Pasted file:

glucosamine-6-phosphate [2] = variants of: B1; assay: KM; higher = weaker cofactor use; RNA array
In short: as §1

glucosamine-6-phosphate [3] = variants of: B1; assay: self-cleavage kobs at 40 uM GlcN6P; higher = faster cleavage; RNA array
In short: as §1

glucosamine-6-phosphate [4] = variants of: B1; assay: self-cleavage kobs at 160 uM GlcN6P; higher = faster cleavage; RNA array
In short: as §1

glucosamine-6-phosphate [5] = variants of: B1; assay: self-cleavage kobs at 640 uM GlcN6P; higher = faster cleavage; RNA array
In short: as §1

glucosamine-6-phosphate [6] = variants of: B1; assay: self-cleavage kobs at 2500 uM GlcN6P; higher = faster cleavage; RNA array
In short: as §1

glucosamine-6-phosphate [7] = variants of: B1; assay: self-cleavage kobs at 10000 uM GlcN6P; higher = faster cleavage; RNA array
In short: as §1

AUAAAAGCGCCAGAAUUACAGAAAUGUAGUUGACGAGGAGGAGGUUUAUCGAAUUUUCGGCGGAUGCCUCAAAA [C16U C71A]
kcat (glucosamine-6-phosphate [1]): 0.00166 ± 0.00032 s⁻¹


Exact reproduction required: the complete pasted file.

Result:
glucosamine-6-phosphate [2] = variants of: B1; assay: KM; higher = weaker cofactor use; RNA array
In short: as §1

glucosamine-6-phosphate [3] = variants of: B1; assay: self-cleavage kobs at 40 uM GlcN6P; higher = faster cleavage; RNA array
In short: as §1

glucosamine-6-phosphate [4] = variants of: B1; assay: self-cleavage kobs at 160 uM GlcN6P; higher = faster cleavage; RNA array
In short: as §1

glucosamine-6-phosphate [5] = variants of: B1; assay: self-cleavage kobs at 640 uM GlcN6P; higher = faster cleavage; RNA array
In short: as §1

glucosamine-6-phosphate [6] = variants of: B1; assay: self-cleavage kobs at 2500 uM GlcN6P; higher = faster cleavage; RNA array
In short: as §1

glucosamine-6-phosphate [7] = variants of: B1; assay: self-cleavage kobs at 10000 uM GlcN6P; higher = faster cleavage; RNA array
In short: as §1

AUAAAAGCGCCAGAAUUACAGAAAUGUAGUUGACGAGGAGGAGGUUUAUCGAAUUUUCGGCGGAUGCCUCAAAA [C16U C71A]
kcat (glucosamine-6-phosphate [1]): 0.00166 ± 0.00032 s⁻¹